Abstract 12358: Epidemiology of Acute Myocardial infarction in Systemic Sclerosis: Incidence and Outcomes
Introduction: Risk of acute myocardial infarction (AMI) in inflammatory arthritides like rheumatoid arthritis (RA) is elevated. However, in autoimmune disorders with microvascular dysfunction, like systemic sclerosis (SS), the risk of AMI and its outcomes are not known.
Methods: In the National Inpatient Sample (2003-2012), we used ICD9 codes to identify patients (≥18 years) with a primary diagnosis of AMI and a concurrent diagnosis of SS. We estimated population of SS at risk for AMI during each year by multiplying the previously reported stable SS prevalence of 276/million by the US adult population for the corresponding year. We used survey-analysis to generate national estimates for incident AMI and calculated incidence of AMI among SS patients by dividing the number of AMI patients during each year by the at-risk SS population. Characteristics and outcomes of AMI in SS were compared to those with RA and those without rheumatologic disease.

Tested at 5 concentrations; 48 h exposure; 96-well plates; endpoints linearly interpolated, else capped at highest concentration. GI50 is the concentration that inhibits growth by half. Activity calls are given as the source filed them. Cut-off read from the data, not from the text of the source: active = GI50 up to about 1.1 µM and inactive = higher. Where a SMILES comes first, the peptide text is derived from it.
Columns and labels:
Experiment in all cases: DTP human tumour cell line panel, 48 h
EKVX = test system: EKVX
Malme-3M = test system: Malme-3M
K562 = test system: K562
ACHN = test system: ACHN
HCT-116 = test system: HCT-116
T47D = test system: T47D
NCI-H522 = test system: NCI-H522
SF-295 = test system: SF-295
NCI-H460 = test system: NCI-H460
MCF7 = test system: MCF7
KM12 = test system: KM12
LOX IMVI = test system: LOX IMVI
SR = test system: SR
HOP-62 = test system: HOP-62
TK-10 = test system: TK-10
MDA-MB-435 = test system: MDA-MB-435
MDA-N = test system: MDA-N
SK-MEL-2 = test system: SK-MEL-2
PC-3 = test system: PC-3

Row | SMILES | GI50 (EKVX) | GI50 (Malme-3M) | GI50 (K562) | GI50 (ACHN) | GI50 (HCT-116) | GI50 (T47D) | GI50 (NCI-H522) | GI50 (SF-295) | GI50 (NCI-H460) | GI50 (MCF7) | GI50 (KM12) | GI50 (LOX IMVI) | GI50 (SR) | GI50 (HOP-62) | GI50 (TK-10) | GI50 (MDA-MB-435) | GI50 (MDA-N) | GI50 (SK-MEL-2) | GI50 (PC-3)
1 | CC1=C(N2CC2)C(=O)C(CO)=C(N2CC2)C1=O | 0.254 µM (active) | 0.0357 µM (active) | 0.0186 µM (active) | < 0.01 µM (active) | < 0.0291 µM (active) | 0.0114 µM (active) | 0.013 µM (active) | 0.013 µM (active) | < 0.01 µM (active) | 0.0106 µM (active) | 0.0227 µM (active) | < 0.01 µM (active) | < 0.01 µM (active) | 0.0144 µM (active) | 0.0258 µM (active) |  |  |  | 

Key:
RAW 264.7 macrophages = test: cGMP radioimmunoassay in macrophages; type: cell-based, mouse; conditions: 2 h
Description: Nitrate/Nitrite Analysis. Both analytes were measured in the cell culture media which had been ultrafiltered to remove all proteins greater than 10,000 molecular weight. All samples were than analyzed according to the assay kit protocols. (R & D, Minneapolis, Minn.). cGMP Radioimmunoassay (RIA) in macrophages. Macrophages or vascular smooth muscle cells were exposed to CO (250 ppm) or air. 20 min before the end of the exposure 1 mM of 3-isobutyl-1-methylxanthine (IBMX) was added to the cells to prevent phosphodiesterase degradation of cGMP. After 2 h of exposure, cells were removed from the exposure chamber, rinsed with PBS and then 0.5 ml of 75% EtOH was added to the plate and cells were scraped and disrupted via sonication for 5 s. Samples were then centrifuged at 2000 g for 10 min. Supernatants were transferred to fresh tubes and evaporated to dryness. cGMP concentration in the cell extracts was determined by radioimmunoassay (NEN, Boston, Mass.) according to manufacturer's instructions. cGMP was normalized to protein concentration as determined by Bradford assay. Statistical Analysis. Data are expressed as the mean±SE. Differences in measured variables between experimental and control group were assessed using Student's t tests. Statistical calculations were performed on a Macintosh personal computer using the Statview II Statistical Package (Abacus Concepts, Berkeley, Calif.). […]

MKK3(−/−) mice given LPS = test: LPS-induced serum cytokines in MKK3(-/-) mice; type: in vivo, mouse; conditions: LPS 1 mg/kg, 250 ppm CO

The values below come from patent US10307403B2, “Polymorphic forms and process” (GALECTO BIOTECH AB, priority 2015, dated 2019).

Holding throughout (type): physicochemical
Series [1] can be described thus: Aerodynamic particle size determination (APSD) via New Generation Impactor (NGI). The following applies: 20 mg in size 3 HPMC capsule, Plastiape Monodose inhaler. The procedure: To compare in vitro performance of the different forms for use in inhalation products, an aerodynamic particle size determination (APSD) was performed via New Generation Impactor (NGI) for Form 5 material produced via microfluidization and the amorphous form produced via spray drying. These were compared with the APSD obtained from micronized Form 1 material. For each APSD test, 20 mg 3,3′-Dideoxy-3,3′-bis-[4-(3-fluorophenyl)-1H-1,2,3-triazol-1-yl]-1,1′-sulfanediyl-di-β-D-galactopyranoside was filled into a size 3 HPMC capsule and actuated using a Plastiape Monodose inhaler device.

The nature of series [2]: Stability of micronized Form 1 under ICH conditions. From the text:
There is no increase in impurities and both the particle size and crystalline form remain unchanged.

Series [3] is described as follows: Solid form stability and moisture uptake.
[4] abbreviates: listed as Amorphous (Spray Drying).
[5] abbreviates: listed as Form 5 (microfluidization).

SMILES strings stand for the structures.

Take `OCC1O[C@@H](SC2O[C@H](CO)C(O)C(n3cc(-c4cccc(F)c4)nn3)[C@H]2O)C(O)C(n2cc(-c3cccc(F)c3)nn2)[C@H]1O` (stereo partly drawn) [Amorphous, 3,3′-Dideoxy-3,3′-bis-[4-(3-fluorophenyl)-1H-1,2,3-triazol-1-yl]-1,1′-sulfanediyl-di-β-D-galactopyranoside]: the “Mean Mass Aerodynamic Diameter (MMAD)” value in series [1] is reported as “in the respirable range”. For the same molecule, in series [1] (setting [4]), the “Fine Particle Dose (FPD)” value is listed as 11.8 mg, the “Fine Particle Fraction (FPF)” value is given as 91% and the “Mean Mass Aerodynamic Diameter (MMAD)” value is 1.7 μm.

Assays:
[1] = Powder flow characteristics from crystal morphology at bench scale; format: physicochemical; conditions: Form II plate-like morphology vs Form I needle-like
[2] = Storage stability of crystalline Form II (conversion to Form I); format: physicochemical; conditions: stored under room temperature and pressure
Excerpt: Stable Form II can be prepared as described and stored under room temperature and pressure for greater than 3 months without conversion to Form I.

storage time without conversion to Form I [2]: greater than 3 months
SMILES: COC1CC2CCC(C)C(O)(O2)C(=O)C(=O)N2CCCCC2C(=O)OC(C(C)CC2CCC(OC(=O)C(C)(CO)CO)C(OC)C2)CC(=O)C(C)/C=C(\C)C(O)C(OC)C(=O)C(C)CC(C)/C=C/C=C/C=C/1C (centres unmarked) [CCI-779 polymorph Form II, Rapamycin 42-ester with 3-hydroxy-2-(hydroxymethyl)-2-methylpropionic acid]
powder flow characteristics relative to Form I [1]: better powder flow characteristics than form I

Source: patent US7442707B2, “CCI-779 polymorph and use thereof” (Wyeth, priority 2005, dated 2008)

Results: During 2003-2012, there were 4570 admissions for AMI in patients with SS in the US for an average of 63,121 at-risk SS patients each year. The incidence of AMI in patients with SS was 721/100,000 at-risk SS patients, which is 3-fold higher compared to incidence of AMI in the general population and remained elevated during 2003-12 (Figure). AMI patients with SS were younger, more likely to be female but were less likely to present as STEMI compared to RA or those with no rheumatologic disease (Table). They were also less likely to undergo PCI than either group. In-hospital AMI mortality in SS was higher than RA or those without rheumatologic disease (risk-adjusted odds ratio 1.65, 95%CI 1.28, 2.11, Table).
Conclusions: There is a three-fold increase in risk of AMI in SS compared to the general population. Among AMI patients, in-hospital mortality is significantly higher in SS patients, compared to patients with RA or without rheumatologic disease. Further investigation is warranted to further assess measures to mitigate this risk.
Author Disclosures: R. Khera: None. S. Jain: None. N. Kumar: None. N. Singh: None. C.T. Derk: None. S. Girotra: None.
- © 2015 by American Heart Association, Inc.